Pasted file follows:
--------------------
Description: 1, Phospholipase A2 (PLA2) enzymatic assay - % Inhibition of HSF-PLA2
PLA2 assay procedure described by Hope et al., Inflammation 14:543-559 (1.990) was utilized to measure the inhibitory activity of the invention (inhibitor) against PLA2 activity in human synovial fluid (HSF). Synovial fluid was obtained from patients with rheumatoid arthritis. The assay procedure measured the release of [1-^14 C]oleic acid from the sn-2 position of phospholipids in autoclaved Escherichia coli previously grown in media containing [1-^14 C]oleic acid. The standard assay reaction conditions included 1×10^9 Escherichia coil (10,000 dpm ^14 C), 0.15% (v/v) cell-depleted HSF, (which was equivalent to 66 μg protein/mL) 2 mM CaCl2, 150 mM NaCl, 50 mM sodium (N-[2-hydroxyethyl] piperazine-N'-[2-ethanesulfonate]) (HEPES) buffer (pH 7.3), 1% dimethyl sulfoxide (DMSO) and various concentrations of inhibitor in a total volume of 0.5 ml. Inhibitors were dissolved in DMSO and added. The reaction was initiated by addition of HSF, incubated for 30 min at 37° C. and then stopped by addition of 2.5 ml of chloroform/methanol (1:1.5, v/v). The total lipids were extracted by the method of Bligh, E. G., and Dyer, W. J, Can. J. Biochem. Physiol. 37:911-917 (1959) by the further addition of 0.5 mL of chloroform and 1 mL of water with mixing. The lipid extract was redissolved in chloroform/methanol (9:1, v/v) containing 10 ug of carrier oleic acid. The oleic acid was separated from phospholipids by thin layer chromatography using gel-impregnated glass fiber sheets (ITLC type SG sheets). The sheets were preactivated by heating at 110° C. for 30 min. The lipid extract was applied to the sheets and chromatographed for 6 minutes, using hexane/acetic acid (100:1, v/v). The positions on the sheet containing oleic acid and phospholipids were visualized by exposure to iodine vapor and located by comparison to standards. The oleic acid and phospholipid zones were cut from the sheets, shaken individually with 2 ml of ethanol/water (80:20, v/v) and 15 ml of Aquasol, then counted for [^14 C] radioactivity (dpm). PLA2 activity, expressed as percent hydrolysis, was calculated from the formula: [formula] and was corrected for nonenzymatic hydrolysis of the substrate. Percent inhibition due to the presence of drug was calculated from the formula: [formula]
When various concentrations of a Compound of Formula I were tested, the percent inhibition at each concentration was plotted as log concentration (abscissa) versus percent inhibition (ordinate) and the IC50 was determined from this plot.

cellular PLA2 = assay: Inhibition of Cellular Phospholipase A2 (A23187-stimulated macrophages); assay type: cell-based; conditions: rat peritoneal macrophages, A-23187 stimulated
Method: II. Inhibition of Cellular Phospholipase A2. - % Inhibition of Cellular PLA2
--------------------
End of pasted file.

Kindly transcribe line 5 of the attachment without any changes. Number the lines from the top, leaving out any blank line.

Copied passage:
Method: II. Inhibition of Cellular Phospholipase A2. - % Inhibition of Cellular PLA2